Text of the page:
Economic obstacles during the election campaign

ECONOMIC OBSTACLES DURING THE ELECTORAL CAMPAIGN:

* ECONOMY: The Morrison government can boast of having an economy that has recovered by leaps and bounds since the 2020 recession and is 3.4% bigger than before the COVID-19 pandemic in the December quarter . Economic growth figures for the March quarter are not released until June, but retail trade data – a key element of economic activity – is released for March on May 4 and for the March quarter on May 10. . The latter will give a board guide on the impact of Omicron, flooding and the cost of living weigh on expenses.

* LABOR MARKET: The recovery in employment has been the defining feature of Australia’s rebound from the recession. After hitting a 22-year high of 7.4% during the severe economic recession in mid-2020, the unemployment rate is at 4%, its lowest level in nearly 14 years. And the Reserve Bank of Australia and the Treasury both forecast an unemployment rate of 3.75% this year, the lowest level since the early 1970s. Labor force figures for March are due on April 14 and for the month of April on May 19.

* INFLATION: The cost of living is likely to be a key part of the election campaign given strong inflationary pressures and the debate over the government’s temporary household support package in the March budget. The annual inflation rate was already 3.5% at the end of 2021 before the impact of the war in Ukraine pushed gasoline prices to record highs above $2 a liter as world oil prices were rising. The consumer price index for the March quarter on April 27 will serve as a reminder of the cost of living pressures households are facing, with economists predicting annual inflation could peak at around 5%.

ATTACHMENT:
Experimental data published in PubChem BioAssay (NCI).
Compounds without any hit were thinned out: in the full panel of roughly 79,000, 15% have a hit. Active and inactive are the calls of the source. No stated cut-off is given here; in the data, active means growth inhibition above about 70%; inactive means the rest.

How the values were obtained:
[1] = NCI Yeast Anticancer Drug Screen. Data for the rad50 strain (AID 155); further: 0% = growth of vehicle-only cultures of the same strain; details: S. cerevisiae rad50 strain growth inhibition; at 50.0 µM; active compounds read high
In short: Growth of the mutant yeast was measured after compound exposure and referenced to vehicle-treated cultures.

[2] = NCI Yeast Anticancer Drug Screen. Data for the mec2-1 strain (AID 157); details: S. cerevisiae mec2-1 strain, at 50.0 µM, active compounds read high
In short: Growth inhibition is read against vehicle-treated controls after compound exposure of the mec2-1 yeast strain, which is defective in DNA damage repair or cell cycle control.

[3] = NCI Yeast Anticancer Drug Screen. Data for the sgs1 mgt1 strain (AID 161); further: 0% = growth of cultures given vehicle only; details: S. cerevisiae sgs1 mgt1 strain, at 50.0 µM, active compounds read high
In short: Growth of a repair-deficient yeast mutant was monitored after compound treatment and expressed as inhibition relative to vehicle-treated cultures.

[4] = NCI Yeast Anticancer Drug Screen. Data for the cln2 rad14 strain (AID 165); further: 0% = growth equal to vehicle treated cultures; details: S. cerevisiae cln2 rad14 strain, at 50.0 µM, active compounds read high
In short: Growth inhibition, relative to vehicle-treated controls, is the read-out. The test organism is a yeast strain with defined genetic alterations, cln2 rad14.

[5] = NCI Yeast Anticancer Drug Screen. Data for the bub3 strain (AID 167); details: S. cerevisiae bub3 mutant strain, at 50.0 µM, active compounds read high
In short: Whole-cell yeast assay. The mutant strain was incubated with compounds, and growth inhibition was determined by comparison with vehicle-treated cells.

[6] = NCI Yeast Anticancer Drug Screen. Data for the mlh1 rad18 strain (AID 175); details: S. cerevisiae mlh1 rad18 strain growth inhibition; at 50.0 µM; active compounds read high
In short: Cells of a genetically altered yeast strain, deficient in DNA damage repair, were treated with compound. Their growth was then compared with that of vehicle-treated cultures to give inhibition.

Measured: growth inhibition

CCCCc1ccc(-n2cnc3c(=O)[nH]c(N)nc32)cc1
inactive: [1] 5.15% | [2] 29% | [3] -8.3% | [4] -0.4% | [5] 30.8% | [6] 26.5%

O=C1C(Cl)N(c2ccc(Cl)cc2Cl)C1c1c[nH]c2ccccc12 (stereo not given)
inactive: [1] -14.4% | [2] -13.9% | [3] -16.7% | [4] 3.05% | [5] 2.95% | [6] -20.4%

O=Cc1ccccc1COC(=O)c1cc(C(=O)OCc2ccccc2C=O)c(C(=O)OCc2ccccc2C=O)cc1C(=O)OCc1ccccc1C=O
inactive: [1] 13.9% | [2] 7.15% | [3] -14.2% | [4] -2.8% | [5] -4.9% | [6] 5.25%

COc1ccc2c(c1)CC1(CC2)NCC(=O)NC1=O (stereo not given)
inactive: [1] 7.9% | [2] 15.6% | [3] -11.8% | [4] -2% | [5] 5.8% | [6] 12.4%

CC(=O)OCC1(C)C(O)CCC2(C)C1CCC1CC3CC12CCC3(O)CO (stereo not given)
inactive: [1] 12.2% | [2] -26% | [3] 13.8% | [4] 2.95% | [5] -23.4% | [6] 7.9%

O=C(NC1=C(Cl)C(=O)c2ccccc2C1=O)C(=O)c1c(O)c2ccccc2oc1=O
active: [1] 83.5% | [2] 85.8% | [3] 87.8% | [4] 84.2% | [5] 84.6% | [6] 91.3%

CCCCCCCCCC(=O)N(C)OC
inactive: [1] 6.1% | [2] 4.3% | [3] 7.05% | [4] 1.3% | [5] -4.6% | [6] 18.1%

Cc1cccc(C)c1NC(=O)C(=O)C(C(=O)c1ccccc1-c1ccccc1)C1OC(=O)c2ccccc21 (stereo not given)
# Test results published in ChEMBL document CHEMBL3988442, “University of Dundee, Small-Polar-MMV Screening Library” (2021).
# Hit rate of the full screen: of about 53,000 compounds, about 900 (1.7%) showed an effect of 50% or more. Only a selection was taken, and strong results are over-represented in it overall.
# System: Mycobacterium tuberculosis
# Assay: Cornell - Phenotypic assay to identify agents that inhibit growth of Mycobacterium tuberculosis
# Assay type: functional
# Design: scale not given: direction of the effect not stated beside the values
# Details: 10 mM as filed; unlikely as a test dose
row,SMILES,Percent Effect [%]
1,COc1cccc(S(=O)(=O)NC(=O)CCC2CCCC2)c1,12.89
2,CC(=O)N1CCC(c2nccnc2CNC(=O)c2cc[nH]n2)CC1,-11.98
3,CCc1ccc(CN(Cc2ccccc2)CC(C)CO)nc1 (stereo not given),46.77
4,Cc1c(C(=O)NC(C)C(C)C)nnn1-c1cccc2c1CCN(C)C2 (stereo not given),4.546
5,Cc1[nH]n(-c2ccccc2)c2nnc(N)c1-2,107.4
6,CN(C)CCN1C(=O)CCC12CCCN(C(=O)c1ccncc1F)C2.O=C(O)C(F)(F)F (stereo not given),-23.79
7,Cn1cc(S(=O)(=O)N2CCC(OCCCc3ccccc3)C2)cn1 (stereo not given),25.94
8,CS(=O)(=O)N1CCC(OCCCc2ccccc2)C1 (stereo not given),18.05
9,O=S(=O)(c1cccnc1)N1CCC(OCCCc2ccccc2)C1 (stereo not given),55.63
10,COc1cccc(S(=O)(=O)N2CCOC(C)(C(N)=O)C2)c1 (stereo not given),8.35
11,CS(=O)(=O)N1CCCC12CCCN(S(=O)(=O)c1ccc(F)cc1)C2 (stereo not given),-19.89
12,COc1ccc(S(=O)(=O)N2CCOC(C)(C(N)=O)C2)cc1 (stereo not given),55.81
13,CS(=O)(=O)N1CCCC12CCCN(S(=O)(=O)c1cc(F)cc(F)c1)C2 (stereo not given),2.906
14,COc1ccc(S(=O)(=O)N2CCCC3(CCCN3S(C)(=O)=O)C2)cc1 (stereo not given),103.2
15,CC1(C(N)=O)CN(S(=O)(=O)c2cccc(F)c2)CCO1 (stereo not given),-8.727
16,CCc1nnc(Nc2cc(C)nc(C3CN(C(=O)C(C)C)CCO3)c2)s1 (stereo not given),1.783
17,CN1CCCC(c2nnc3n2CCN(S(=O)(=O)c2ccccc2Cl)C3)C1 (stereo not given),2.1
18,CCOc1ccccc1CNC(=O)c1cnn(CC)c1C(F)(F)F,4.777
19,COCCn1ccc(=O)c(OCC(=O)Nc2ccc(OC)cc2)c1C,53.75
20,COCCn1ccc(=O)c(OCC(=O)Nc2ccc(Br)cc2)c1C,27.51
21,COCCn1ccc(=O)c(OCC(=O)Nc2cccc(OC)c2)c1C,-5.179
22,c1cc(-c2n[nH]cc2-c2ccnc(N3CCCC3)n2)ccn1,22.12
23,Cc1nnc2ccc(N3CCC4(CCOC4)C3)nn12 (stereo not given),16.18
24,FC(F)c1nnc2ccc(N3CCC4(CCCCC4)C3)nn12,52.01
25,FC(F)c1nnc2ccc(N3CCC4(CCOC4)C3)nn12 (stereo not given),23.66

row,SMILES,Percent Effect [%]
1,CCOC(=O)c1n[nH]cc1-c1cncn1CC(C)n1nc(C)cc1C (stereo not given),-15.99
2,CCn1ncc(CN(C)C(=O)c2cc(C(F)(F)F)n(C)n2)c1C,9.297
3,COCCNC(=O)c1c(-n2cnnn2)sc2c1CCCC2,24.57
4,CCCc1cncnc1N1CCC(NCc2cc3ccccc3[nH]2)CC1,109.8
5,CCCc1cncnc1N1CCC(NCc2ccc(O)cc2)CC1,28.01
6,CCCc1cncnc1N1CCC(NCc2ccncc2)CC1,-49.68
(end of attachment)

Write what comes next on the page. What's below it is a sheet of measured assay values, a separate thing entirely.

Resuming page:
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* WAGE GROWTH: The missing link in the economic recovery remains a notable improvement in wage growth. In the December quarter, the key wage price index was running at an annual rate of 2.3% and well below the rate of inflation, meaning wages are falling. The Treasury forecasts a reversal in wage growth in the coming years due to low unemployment, but has repeatedly missed the target in its previous forecasts. The wage price index for the March quarter is due on May 18, but wages are more than likely to lag inflation.

*INTEREST RATES: A saving grace for the government, as its debt has increased dramatically due to the response to the COVID-19 pandemic, has been record interest rates. However, the RBA is expected to start raising the cash rate this year as the pace of inflation and job growth beat expectations. Some economists see the May 3 board meeting as “live” in terms of cash rate movement from a record 0.1% after the March quarter inflation figures. However, although a rise during an election campaign is unlikely, that did not stop the central bank from moving during the 2007 campaign – a poll that saw the end of John Howard’s reign as prime minister.

* CONFIDENCE: The weekly ANZ-Roy Morgan Consumer Confidence Index will provide a detailed account of Australians’ mood swings in response to campaign and economic events in the run-up to election night. The budget has helped stabilize confidence and ease inflation fears to some extent with the help of its program to tackle the cost of living and lower gas prices. But the pessimists continue to outweigh the optimists.